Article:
News / Africa

South Sudan Gambles Big With Oil Shutdown

South Sudanese express their support as President Salva Kiir declared a halt on all oil operations in South Sudan, in Juba, January 23, 2012.
South Sudanese express their support as President Salva Kiir declared a halt on all oil operations in South Sudan, in Juba, January 23, 2012.
Gabe Joselow

South Sudan is shutting down its oil production to protest against high fees Sudan charges to transport the commodity through northern pipelines. The move threatens both countries' economies and is heightening tensions that have festered since the south declared independence in July.

The government of South Sudan says it already has cut oil output in the country by more than half and plans to continue reducing outflows unless Sudan meets its demands.

South Sudan had shut down most of its wells by the end of the day Tuesday in the north central parts of the country. The process is continuing in Upper Nile state in the east, home to the bulk of the country's oil fields.

Continuing conflict

The shutoff is the latest development of an ongoing dispute between the two Sudans on how to share oil revenues following their split last year.

South Sudan claims the north has confiscated $815 million in oil from the south. Khartoum says it took the oil to compensate for lost revenues.

Sudan also is charging the south transit fees as high as $36 per barrel - far above the industry standard - which is closer to $1 per barrel.

South Sudan's Petroleum and Mining Minister Stephen Dhieu Dau says that Khartoum's terms are unacceptable.

“We also have been paying the operation costs for the pipeline and marine terminal and covering all these facilities. But Khartoum, unfortunately, is imposing punitive fees, discriminatory fees, against South Sudan as a penalty for the secession,” said Dau.

Heavy reliance on oil money


More than 90 percent of South Sudan's revenues are derived from oil exports. The country, at its creation, inherited three-quarters of the known oil reserves in the former united Sudan. The separation is said to have cost Khartoum more than $7 billion in lost revenue.

While South Sudan produces the bulk of the crude oil, though, it has no refining capacity, and relies on northern pipelines to export.

The move to shutdown the pipelines will cost both countries economically, but Dau said the south has considered the alternatives.

“You will come to one answer. Either you produce, you get zero - or you shut down, you get zero and Khartoum gets zero,” said Dau.

AU summit negotiations

The leaders of the two Sudans are expected to meet on the sidelines of the African Union summit in the Ethiopian capital Addis Ababa. An AU panel that has been mediating the negotiations submitted a new draft proposal this week to resolve the dispute.

Dana Wilkins, a campaigner at Global Witness, a natural resources monitoring group, said the south has a lot to lose if its gambit does not work.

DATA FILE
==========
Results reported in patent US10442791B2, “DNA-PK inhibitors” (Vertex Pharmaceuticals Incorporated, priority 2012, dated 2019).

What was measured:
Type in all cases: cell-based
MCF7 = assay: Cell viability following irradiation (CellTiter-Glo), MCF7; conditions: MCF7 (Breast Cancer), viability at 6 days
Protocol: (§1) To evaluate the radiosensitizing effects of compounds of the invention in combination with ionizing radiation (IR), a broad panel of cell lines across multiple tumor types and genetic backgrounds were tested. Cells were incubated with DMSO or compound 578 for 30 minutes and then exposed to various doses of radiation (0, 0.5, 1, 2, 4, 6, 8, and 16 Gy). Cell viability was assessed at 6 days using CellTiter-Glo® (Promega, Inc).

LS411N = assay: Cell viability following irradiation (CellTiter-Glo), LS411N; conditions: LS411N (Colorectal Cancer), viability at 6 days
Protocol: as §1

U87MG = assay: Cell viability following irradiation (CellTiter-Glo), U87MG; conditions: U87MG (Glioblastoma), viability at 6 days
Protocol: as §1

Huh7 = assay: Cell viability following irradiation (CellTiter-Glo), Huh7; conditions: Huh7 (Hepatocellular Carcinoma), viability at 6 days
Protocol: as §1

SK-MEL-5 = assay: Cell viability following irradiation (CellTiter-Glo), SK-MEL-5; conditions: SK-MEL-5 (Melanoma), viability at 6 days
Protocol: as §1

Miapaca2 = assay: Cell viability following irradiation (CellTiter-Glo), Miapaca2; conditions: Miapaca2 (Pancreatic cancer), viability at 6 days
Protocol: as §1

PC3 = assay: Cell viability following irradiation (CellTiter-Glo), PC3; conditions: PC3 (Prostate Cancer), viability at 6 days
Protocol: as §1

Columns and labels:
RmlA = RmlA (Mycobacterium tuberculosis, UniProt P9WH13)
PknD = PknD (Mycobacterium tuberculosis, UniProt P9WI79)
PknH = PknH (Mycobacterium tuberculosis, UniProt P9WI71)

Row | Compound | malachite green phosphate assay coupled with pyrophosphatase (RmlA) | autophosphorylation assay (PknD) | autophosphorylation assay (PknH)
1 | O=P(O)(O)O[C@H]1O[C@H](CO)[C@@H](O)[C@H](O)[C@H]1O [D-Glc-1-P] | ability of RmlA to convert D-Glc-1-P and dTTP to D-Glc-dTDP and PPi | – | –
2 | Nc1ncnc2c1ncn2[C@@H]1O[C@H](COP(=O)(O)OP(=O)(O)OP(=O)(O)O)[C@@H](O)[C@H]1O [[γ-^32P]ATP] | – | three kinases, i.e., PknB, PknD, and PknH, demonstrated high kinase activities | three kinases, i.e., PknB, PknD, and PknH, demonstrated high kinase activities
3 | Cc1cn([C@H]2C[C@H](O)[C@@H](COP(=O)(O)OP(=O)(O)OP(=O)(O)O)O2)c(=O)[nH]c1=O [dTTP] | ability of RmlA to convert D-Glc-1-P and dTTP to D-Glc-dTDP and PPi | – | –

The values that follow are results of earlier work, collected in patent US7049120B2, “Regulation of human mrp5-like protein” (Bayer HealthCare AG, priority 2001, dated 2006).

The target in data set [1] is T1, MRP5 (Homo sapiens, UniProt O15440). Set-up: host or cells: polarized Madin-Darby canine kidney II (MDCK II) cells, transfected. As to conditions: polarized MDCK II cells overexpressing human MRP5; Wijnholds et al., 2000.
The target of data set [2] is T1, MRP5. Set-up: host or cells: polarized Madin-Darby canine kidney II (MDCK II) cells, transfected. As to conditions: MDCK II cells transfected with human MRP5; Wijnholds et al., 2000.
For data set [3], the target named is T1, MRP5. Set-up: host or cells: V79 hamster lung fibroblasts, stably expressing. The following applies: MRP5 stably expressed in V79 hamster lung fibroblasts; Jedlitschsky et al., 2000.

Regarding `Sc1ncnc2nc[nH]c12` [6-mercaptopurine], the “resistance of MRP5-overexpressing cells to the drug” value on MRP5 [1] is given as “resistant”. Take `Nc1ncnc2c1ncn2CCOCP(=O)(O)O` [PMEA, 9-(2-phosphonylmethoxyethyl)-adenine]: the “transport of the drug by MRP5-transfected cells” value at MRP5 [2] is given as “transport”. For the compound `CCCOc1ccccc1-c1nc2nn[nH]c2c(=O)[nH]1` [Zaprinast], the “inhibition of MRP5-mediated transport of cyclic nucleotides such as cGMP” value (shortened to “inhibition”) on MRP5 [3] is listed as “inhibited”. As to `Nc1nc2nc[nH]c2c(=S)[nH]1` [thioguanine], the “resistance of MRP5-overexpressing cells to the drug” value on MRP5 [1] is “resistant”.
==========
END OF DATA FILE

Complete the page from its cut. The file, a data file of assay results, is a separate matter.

“South Sudan in particular is going to feel the hit on revenues pretty quickly. It's not clear just how much they have in savings, but what is clear is that they're going to have to rely heavily on the international community for financial support over the coming year if this shutdown happens in full and the negotiations don't come to at least an interim arrangement,” said Wilkins.

South Sudan is exploring alternative transit routes for its oil. The government announced this week it has struck a deal with Kenya for a new pipeline stretching to the town of Lamu on the Indian Ocean. But it was not clear when the pipeline may be started or finished.

You May Like

Photogallery Americans Celebrate Thanksgiving With Feasts, Festivities

Holiday traditions include turkey dinners, 'turkey trots,' American-style football and New York parade with giant balloons More

Video For Obama, Ferguson Violence is a Personal Issue

With two years left in term, analysts say, president has less to lose by taking conversation on race further More

Video Italian Espresso Expands Into Space

When Italian astronaut Samantha Cristoforetti headed for the ISS, her countrymen worried how she would survive six months drinking only instant coffee More

This forum has been closed.
Comments
     
There are no comments in this forum. Be first and add one

Featured Videos

Your JavaScript is turned off or you have an old version of Adobe's Flash Player. Get the latest Flash player.
South Africa Sees Male Circumcision as Way to Reduce HIV Infectionsi
X
November 28, 2014 3:31 PM
South Africa remains plagued by AIDS despite massive government and NGO efforts on prevention and life-sustaining Anti-Retro-Viral programs. But the country has opened up another front to reduce new HIV infections: promoting circumcision. Emilie Iob reports for VOA News from a pioneering circumcision center in Orange Farm, Johannesburg.